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The Kali Yuga and The Bible

October 8, 2016

The Kali Yuga and the Bible

This morning while reading the Bible, I realized something which had escaped me until now. At the end of Chapter Five of Genesis—the first book of the Bible—the life spans of the characters mentioned, go from almost one thousand years to one hundred and twenty years as announced by God to Noah in Genesis 6:3. Wow, I never noticed it before.


Right there, about five hundred years into Noah’s life, God says, “I’m changing things up!” And then drops everyone’s lifespan to one tenth, and drowns most of the earth and its creatures except for a chosen few.
Thus the Dvapara Yuga ended and the Kali Yuga began. So that would put Noah about 3100 BCE.


Interesting how the scriptures line up!
According to the Bhagavad-Gita 8:17: “In the Dvapara Yuga, the copper age, the principles of religion are reduced to one-half. The average lifespan of a human being is one thousand years and the process for attaining self-realization and worshipping the Godhead, is by worshiping God in the temple.
In the Kali Yuga, or the Iron Age, the principles of religion are reduced to one-fourth, and will gradually be diminished to zero. (Yikes!) The average lifespan is one hundred years, and self-realization is attained by hearing and chanting the names of God.”

When you check the research of copper vs iron, one of the first things you notice is that the end of the copper era passed through the Bronze Age first and then on to the Iron Age.


And why was this? I think they started to hone their techniques for protection even more than before, especially since we know the incarnation of the Lord had left the earth, so it was up to mankind to protect itself. Arrows and spears passed pretty easily through copper armour. Bronze armour was a bit more durable. But iron, now there was the tough stuff. Pretty hard to shoot an arrow through an iron breastplate.
And so the age of serious human warfare began.


In our time, warfare is an industry. In the Bhagavad-Gita, there were career army just like there are today, but in those days they were of a particular class of individuals called Kshatriyas.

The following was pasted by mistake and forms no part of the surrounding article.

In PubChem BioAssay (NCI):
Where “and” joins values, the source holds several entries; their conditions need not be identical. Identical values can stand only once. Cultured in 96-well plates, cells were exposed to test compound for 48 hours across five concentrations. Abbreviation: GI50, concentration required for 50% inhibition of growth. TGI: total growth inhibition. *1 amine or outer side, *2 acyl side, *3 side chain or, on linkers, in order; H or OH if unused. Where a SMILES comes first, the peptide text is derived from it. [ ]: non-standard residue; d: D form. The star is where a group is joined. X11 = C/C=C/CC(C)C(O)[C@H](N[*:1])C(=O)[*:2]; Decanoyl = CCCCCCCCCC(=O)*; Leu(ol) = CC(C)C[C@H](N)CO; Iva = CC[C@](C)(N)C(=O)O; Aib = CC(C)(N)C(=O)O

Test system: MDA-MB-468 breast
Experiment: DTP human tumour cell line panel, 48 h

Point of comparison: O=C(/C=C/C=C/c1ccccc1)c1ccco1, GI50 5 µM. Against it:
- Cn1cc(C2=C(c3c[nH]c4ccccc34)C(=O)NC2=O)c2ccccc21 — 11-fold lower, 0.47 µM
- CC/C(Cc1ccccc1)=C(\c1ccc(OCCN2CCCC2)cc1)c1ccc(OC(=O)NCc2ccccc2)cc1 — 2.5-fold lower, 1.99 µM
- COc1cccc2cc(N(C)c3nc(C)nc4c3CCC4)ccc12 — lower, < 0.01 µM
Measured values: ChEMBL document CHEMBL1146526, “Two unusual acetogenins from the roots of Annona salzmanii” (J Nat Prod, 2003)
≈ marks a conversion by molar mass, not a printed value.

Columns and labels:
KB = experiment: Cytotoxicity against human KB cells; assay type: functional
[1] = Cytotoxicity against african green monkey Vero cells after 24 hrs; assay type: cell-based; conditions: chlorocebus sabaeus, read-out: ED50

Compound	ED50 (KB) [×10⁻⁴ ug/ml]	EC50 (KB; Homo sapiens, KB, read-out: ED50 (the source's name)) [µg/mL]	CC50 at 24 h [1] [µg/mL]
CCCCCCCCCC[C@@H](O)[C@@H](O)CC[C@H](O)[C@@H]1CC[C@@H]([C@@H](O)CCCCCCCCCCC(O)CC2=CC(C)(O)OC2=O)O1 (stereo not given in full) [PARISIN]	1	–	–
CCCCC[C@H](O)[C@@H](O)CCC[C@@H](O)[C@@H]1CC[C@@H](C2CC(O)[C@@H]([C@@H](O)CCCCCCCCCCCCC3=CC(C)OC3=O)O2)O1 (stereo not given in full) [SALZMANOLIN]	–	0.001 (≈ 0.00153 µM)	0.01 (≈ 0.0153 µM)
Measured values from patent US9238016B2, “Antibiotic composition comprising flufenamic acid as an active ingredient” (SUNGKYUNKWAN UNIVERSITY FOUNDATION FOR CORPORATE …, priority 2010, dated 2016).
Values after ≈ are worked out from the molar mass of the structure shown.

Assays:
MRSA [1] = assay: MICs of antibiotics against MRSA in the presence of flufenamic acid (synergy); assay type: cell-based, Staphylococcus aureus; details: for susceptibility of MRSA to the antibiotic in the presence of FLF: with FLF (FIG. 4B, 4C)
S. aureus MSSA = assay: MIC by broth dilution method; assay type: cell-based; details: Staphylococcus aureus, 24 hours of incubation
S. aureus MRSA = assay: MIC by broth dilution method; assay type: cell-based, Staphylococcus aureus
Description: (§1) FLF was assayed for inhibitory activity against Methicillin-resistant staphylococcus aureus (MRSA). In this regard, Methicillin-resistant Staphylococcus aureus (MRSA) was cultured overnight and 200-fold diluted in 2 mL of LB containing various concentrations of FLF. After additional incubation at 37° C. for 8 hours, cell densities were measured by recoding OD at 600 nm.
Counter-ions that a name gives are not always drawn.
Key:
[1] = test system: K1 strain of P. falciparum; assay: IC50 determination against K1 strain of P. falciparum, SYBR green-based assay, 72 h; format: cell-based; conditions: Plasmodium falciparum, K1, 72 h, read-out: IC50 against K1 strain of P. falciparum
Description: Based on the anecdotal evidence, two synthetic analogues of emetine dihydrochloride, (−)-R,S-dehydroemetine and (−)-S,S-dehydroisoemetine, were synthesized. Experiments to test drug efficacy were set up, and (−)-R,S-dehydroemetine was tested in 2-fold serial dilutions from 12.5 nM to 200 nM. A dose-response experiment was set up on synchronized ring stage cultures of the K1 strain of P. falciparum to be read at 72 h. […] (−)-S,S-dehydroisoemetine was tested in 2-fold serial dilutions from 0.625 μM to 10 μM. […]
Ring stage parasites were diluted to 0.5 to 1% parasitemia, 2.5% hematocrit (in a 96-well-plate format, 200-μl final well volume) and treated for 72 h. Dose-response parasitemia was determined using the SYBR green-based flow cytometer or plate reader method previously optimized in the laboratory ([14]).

I come from a line of those. Warriors who see battle, leadership and right from wrong as part of our inner workings, not just a career choice made to get a good pension. My clan is the Murray clan who fought with Wallace at the end and then some of us packed up and left Scotland and went to Ireland—Eire, not Northern Ireland. The Murrays were noted as a clan who liked to fight, lol, and were darned loyal. I would have to agree with that. My dad certainly said it enough.


My grandfather was a career man in the British army, my dad was a training sergeant in the tank corps during WWII and my adopted sister was in the signal corps. I myself studied law enforcement and aimed toward a career in police work but was sidelined by vision troubles. I did, however, work with the police locally, in a different capacity, for several years, helping to put a sizeable number of criminals in prison. But that’s another story.


I remember as a child going to the Royal Ontario Museum and seeing the great hall of armour as you walked in the main entrance. It was incredible! Years later, they renovated the ROM and removed that exhibit, hiding it somewhere I could never find. I was devastated. I really think they totally ruined the place. But that is just my opinion.


Anyway, I think it’s very interesting how the two sets of scriptures line up and reveal the same thing. Gives more credibility and a common denominator to them both.

Hare Krishna,
Abhidheya dd


From → History

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